Congregation in “Rust Belt” Increases Pledges 30%

You don’t have to be in a growing area to see growth and vitality in your congregation. What you do need is energy, focus and a strong sense of purpose. Recently, Andy Crabb, the President of the First Unitarian Church of Youngstown, OH, posted how his congregation had a significant increase in pledges this past Fall.  -Rev. Renee Ruchotzke, Primary Contact

UU Youngstown Congregation

The First Unitarian of Youngstown, Ohio just had our pledge drive in the fall and got an almost 30% increase in pledges.

We are going to present a balanced budget at our congregational meeting later this month.  The keys for us were to have an integrated pledge program and to be as transparent as possible about what we were spending money on and why we wanted more.  That doesn’t mean we buried people in financial details, but rather that we explained key points:

  • that we wanted to increase our UUA contribution to be closer to fair share,
  • that we wanted to have more hours for our office administrator to do the routine communication tasks that everyone asks of her,
  • that we wanted to continue to support involvement in community activities,
  • that we want to give raises to our staff (including our new, freshly ordained minister) so they see that we have a viable career path for them,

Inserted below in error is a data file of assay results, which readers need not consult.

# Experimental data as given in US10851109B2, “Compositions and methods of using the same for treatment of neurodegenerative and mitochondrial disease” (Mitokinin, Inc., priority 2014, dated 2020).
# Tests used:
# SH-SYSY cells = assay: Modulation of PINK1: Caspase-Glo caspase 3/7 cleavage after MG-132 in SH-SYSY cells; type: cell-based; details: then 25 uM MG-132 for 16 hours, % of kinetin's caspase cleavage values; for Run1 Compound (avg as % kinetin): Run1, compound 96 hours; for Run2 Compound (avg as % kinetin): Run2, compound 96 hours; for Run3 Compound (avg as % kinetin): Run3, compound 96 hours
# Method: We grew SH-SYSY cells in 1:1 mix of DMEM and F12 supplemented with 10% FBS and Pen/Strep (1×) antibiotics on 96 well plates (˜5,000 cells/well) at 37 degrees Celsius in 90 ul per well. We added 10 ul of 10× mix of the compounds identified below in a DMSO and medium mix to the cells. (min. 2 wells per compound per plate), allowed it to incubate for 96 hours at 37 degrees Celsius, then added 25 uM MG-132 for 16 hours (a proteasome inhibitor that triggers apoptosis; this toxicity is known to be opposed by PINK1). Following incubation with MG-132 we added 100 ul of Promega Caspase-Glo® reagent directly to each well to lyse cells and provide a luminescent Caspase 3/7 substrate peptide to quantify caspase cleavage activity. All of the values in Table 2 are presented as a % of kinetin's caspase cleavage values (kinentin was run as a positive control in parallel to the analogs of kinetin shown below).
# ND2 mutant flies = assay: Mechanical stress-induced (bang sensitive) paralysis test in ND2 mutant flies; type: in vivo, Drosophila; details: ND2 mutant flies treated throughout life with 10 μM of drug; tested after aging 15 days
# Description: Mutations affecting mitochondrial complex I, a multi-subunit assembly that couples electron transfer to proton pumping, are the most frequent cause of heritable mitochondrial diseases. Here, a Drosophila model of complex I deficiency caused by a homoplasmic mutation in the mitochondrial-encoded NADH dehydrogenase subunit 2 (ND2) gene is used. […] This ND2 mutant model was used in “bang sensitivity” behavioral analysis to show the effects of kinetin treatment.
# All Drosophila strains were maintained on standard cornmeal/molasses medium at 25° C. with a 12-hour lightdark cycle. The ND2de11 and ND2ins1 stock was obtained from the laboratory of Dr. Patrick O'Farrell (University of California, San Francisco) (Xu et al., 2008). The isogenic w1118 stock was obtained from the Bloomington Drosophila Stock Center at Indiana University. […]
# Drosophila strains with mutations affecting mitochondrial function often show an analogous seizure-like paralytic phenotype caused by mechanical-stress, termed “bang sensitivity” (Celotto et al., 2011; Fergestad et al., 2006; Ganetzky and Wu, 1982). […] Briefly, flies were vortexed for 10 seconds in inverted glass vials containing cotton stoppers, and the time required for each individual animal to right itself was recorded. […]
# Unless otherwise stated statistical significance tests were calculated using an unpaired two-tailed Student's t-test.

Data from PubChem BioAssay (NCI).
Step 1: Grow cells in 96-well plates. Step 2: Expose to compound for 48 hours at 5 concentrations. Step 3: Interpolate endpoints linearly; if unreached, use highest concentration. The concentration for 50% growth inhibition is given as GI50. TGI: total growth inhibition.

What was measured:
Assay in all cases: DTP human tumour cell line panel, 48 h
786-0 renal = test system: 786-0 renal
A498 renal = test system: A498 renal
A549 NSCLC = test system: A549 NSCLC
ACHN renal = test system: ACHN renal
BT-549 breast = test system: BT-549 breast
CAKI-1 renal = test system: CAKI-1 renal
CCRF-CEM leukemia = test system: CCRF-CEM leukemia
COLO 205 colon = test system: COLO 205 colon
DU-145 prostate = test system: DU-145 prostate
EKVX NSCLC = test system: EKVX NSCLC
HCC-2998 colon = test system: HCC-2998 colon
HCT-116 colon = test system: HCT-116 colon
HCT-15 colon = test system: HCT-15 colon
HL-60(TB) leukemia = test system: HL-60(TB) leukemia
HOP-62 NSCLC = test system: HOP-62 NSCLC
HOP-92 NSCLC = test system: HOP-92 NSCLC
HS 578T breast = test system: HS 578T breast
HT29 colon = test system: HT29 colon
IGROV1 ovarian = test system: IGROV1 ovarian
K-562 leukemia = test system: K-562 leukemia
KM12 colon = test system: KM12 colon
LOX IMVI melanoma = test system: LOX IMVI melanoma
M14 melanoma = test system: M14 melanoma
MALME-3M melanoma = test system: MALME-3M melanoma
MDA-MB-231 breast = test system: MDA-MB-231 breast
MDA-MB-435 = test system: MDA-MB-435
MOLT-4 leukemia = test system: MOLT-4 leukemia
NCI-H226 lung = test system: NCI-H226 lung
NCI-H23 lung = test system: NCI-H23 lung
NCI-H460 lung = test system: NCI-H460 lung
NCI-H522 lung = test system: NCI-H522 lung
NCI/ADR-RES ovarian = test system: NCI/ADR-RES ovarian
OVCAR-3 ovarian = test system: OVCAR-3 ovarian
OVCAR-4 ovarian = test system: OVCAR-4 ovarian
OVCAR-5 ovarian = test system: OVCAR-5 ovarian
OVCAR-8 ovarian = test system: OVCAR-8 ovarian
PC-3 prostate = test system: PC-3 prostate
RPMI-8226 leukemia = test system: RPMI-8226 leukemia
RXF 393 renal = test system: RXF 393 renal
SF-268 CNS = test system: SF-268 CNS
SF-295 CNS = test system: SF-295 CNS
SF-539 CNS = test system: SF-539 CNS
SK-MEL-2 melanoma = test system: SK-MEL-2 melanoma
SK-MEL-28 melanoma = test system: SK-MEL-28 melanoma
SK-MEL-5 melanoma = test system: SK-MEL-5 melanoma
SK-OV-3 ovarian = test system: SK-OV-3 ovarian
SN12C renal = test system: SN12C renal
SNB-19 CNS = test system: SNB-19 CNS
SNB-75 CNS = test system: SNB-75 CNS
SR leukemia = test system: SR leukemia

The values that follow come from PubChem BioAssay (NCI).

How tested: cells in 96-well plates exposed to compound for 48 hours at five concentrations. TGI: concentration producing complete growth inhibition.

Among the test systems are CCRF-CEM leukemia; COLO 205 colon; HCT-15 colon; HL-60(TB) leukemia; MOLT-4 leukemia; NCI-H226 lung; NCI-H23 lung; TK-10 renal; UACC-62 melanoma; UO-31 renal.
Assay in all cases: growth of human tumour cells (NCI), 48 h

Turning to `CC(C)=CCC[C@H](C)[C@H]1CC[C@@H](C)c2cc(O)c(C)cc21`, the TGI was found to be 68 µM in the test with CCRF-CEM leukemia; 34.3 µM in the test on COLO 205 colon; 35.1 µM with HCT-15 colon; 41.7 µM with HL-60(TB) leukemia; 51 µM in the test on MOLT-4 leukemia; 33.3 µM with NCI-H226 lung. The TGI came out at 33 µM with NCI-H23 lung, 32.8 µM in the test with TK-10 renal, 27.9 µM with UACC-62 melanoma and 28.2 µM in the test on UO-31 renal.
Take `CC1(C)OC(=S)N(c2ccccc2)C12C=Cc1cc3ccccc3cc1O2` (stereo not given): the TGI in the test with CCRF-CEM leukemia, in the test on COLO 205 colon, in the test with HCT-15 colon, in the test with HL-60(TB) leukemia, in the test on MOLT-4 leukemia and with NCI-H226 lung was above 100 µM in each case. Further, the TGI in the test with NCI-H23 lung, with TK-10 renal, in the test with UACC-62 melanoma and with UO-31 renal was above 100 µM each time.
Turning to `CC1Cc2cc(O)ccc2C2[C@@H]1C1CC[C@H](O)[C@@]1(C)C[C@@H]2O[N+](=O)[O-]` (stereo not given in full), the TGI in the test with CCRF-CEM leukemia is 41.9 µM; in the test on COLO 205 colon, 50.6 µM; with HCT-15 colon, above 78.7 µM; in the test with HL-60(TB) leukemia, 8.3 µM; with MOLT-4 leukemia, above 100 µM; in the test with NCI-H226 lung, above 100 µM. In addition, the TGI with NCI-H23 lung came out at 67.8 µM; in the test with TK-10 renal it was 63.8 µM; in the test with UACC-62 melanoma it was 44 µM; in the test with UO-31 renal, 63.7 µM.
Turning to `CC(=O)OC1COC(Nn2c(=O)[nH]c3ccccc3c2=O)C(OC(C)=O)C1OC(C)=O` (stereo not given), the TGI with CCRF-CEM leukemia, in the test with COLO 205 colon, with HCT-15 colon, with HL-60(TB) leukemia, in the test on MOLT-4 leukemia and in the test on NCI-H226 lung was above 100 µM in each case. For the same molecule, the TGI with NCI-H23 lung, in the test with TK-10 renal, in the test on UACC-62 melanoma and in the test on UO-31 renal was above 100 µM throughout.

• that we need to operate the building, and
  • that we have had shortfalls for the past several years that required late year special appeals and we don’t want to have to do that anymore.

Anyone who wants financial details can have them, but most people don’t need or want them, at least at first, so we didn’t bury them with numbers.

One of our stewardship co-chairs is a new member and she observed that we never talked about money when she first came to us.  We’ve changed that.  We now bring it up regularly as a fact of life.  Again, transparency is the key.  No one is trying to get away with anything or trick anyone or be cute about pledging.  We all want to see UUYO do well and we are being clear and open about what it takes to make all of the things that we came to UUYO to do, happen.

Key elements of our Stewardship Campaign:

  • We had a plan and a financial goal before the campaign started.
  • We made a brochure that focused on what we do and why, then stated the costs and the income needs.  We spent a little bit ($200 or so) to print up a very nice, quality color 11×17 single fold brochure with lots of relevant pictures and mission stories that really impress.
  • During the stewardship drive, we had a special dinner for our biggest givers to thank them and encourage increased giving, especially to help bridge the gap until newer members can reach higher giving levels.